In recent months, there has been a great deal of talk about inflation and how it will impact the economy as a whole. However, what many people don’t realize is that inflation can also have a significant impact on individual industries, including the price of health insurance and the cost of healthcare. This change in…
In recent months, there has been a great deal of talk about inflation and how it will impact the economy as a whole. However, what many people don’t realize is that inflation can also have a significant impact on individual industries, including the price of health insurance and the cost of healthcare. This change in health care cost can affect you if you are an employee or buying your coverage directly from the Marketplace.
Today, we’ll take a closer look at how inflation could change your health insurance costs in the coming year. We’ll also explore some strategies you can use to keep those costs under control.
Inflation Reduction Act Impact on Health Care Costs
The Inflation Reduction Act is a policy from the federal government that includes essential payment reductions aimed to lower prescription drug costs, making healthcare insurance more affordable, and making the economy work for families in our nation. This helps challenge the increase of inflation, address consumer concern, and provide relief from higher costs in our economy in healthcare. This law means millions of Kansans and Americans will save money from meaningful benefits like:
Lower prescription drug prices in Medicare through price negotiation with manufacturers.
Creates a yearly cap ($2,000 in 2025) on out-of-pocket prescription drug costs in Medicare.
Continues lower health insurance premiums through the Marketplace (HealthCare.gov) and the state-based Marketplaces.
Impact on Medicare
Americans spend more than $1,500 per person every year on prescription drug medication. Medication cost in America is far higher than in other countries. One of the main reasons for these higher drug costs is a lack of market competition. The Inflation Reduction Act increases competition, which will lower the price of prescription drugs for people with Medicare.
The requirement for Medicare to negotiate prescription drug prices encourages drug makers to create new ways to do business, make an adjustment to cut cost, and reduce the payment for people so they can stay competitive. This competition helps improve treatments and ways of delivering medicines. This kind of negotiation isn’t new: The Departments of Defense and Veterans Affairs and the Indian Health Service have had the ability to negotiate drug prices for their health programs for decades. With the new law, Medicare will also finally be able to negotiate drug prices directly with manufacturers, ensuring people with Medicare pay lower costs on some of the costliest prescription drugs.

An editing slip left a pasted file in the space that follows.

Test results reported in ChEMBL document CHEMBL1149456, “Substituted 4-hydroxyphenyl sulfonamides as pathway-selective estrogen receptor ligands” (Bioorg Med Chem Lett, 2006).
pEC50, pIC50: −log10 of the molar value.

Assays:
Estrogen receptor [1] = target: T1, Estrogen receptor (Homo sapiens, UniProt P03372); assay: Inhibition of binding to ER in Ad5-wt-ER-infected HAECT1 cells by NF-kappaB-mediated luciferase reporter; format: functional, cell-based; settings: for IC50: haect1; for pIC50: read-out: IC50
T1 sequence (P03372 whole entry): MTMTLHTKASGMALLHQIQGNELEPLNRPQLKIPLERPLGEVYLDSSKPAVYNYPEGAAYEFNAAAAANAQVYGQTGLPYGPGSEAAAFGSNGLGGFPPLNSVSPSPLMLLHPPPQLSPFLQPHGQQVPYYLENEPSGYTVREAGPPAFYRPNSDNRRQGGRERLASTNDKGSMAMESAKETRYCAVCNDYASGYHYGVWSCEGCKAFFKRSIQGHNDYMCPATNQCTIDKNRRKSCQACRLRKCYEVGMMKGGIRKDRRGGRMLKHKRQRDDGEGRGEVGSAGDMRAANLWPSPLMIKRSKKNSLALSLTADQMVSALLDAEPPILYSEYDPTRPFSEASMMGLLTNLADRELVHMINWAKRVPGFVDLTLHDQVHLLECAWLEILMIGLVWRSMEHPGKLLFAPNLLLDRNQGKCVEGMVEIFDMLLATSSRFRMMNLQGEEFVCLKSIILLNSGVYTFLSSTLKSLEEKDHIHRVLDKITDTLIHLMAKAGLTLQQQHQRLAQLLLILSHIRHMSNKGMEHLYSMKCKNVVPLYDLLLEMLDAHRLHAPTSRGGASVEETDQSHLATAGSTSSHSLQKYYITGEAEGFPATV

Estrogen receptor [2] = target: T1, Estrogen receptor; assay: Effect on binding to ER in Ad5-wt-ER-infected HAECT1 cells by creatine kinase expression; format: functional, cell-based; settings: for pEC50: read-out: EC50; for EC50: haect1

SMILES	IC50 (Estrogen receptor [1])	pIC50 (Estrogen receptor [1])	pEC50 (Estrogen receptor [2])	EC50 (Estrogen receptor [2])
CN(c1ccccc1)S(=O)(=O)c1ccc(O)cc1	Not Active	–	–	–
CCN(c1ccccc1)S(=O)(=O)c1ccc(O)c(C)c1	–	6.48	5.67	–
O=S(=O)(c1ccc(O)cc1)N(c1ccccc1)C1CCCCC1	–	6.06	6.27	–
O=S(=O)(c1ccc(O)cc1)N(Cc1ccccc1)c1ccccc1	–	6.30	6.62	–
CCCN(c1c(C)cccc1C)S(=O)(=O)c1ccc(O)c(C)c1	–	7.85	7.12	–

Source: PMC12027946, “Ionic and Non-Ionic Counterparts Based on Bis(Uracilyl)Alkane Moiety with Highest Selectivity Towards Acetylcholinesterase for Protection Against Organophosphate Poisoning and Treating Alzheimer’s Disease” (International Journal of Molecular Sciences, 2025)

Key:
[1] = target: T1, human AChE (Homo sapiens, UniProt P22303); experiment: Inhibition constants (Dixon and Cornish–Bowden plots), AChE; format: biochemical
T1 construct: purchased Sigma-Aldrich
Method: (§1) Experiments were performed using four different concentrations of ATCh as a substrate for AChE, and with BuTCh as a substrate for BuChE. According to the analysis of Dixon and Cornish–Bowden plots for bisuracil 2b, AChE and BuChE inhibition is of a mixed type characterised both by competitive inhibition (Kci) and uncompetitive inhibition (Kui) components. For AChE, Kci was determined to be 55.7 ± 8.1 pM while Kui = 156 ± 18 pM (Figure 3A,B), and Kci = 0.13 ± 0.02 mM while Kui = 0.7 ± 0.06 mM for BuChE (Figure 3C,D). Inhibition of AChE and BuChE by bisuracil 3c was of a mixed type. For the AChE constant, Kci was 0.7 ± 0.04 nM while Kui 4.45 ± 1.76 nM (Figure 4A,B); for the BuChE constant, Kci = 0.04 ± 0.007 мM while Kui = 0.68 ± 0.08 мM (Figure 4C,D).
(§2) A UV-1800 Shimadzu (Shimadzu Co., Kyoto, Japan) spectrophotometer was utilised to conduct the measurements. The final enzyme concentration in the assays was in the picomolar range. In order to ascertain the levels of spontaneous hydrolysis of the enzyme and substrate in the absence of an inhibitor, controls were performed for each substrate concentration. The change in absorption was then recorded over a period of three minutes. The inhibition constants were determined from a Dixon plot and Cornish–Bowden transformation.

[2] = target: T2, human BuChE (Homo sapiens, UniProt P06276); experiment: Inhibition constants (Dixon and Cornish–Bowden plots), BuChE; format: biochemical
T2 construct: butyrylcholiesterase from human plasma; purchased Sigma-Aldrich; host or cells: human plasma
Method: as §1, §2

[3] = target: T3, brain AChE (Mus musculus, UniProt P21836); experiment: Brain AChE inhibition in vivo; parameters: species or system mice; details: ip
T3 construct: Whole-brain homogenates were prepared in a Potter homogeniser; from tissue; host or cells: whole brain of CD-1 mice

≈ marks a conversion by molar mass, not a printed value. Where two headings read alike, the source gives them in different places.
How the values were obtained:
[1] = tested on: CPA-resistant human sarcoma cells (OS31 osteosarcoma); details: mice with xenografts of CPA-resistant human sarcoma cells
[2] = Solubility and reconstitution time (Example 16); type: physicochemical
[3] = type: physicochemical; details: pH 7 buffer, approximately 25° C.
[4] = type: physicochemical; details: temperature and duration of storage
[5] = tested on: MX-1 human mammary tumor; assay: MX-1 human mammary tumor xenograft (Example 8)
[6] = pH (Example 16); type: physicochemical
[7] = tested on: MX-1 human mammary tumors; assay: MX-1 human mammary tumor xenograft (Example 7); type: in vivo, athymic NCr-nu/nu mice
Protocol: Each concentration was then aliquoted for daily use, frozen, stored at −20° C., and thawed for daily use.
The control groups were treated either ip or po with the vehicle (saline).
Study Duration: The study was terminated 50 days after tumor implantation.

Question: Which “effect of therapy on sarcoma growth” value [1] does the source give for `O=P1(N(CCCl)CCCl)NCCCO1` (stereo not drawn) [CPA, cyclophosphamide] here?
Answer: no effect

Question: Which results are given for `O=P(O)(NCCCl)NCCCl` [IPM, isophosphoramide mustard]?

In 2023, Medicare will select and announce the first 10 drugs to be negotiated. The law requires that those 10 are chosen from a list of the highest-spending, brand-name Medicare Part D drugs that don’t have competition. The negotiated Medicare drug prices for these first 10 drugs will be available starting in 2026. Medicare will choose and negotiate 15 more Part D drugs for 2027, 15 more Part B or Part D drugs for 2028, and 20 more Part B or Part D drugs for each year after that. Manufacturers that don’t follow the negotiation rules for the selected drugs will pay a tax, and will pay a penalty if they don’t fulfill other manufacturer requirements.
Inflation Reduction Act Impact on Health Insurance Premiums
The Inflation Reduction Act extends enhanced financial help to purchase health care insurance at HealthCare.gov and state-based Marketplace plans at a lower price, which was first made available under the American Rescue Plan. Extending this help means that many consumers who have a health insurance plan through HealthCare.gov and state-based Marketplaces will continue to save money on a monthly basis on the cost of their premiums.
Consumers in these plans saved an average of $800 on their premiums in 2021 as a result of the American Rescue Plan.
Without the Inflation Reduction Act, this help would have ended at the end of 2022 and resulted in an increase of plan costs at a higher rate. Instead, it will continue to be available through December 31, 2025.
Health Navigators are individuals trained to help consumers, small businesses, and their employees as they look for health coverage options through the Marketplace, including completing eligibility and enrollment forms. These individuals (and organizations) are required to be unbiased.
Cover Kansas Health Navigators are a network of Health Navigators across the state of Kansas who are here to help you, completely free of cost. You can find a Navigator near you, or schedule a session with a remote Navigator on the Cover Kansas website or by calling (866) 826-8375.